I've been looking to make my first personal sighting of an electric car, but I've seen nothing so far by a major manufacturer despite a quick trip to see my latest grandkid in the eco-friendly Seattle/Puget Sound area.
The first delivery in the United States popped up earlier this month in California going to Olivier Chalouhi of Redwood City, reported John Voelcker, senior editor of greencarreports.com. It was a black 2011 Nissan Leaf SL from a dealership in Petaluma.
Now Portuguese Prime Minister Jose Socrates has received one of 10 Leafs delivered to his government, the first, according to officials, in Europe. The Nissan electric procurement is meant to publicize Portugal's MOBI.E Program, which offers a charging network for the vehicles and is working with other automobile manufacturers to develop a system that will promote greater use of the cars.
Portugal's Prime Minister José Socrates is one of 10 recipients and will reportedly now travel exclusively by Electric Car for his official travels around Lisbon.
Socrates said he's proud of the distinction and called his fledgling charging network "a leading example to the world of how to roll out electric cars." He said in a statement that "Portugal is the first country in the world to have a nation-wide smart grid for electric vehicles."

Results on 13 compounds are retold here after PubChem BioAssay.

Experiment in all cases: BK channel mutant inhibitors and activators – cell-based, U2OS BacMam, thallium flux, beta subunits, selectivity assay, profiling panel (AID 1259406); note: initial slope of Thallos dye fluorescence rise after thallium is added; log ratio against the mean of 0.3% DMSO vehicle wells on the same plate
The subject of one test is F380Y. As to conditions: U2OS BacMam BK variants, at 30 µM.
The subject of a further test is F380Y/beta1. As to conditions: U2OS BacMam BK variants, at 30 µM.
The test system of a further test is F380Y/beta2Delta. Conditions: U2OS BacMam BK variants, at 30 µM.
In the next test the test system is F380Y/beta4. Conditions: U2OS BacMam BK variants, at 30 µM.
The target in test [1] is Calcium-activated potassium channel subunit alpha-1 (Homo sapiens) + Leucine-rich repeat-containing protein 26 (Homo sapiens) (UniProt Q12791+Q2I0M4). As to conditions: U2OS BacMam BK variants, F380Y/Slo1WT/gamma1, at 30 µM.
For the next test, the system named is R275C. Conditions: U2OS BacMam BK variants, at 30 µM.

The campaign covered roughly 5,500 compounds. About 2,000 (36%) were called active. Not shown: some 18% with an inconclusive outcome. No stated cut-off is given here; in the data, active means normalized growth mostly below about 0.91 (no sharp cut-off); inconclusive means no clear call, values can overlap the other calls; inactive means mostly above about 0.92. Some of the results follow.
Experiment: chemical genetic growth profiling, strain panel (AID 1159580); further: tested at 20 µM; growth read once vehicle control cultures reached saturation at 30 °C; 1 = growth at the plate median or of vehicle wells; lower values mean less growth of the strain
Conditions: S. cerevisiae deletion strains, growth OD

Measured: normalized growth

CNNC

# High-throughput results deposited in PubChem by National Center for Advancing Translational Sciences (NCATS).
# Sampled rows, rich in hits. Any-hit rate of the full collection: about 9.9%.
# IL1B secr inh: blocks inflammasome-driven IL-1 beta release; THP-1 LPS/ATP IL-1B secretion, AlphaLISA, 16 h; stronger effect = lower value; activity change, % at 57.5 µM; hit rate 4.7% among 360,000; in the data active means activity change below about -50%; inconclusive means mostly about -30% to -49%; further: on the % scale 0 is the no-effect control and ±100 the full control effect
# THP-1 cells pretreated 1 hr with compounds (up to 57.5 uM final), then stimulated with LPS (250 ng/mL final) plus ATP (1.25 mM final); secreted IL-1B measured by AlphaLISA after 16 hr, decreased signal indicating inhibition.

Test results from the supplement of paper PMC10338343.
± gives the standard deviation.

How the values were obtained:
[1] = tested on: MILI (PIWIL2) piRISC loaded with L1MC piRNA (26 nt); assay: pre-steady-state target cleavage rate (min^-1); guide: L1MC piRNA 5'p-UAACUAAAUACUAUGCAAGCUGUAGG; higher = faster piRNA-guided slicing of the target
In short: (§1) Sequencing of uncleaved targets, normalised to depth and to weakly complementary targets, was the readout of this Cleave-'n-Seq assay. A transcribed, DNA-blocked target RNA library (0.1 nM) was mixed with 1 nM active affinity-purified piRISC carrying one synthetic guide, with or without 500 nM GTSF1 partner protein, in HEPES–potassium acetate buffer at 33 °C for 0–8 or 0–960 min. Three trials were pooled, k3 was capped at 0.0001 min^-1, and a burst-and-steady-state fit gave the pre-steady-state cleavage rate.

Portugal gives the rest of us at least two things in the EV roll out to watch. The first is whether consumers will accept the Portuguese government's efforts to provide recharging stations. And the second is whether electric cars can overcome concerns and prejudices of multiple generations used to the freedom and security of internal combustion.
Portugal's not taking chances by sweetening the pot. Private customers buying one of the first 5,000 electric cars will be entitled to a 5,000-euro incentive and don't have to pay registration or a "single circulation" tax. Another 1,500 euro rebate is available to those who replace cars ready to croak.
Americans have incentives as well, but generally electric cars come with a premium. I noted in a past post how Honda was working to get its Insight hybrid priced for the masses to boost sales, pushing the base cost to about $18,200.
But electrics have a way to go with a cost of between $30,000 and $40,000. I went online over the holidays looking at the VW TDI Golf, which I priced well appointed for about $23,600. The diesel gets phenomenal mileage (reportedly 42 mpg highway) and is another option for the eco-minded.
So there's stiff competition. Maybe by the time I travel again to Bellingham, Wash. to see little Cyrus in six months, we'll see a Leaf or Volt or something else electric cruising the tree-studded streets.
I did see a glorified street legal golf cart-looking rig in Seattle's U District on Thursday. I wonder what the automotive landscape will look like when Cyrus turns 5?
Photo: Portuguese Prime Minister Jose Socrates and his Leaf.